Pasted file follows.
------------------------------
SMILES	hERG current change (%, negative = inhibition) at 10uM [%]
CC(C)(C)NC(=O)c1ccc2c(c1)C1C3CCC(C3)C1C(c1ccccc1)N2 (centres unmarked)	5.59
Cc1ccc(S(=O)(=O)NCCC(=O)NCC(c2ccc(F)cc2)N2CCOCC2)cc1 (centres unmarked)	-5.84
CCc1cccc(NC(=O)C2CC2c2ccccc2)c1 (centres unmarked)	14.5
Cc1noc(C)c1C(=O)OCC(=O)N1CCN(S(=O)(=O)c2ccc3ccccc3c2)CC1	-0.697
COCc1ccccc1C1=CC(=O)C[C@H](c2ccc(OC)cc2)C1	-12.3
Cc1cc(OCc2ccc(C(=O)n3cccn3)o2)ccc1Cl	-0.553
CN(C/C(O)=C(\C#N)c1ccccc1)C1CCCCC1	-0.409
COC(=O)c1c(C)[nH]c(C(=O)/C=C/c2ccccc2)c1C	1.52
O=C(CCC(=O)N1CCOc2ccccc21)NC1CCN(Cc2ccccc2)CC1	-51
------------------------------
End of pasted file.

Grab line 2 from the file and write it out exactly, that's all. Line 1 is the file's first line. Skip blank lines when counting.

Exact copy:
CC(C)(C)NC(=O)c1ccc2c(c1)C1C3CCC(C3)C1C(c1ccccc1)N2 (centres unmarked)	5.59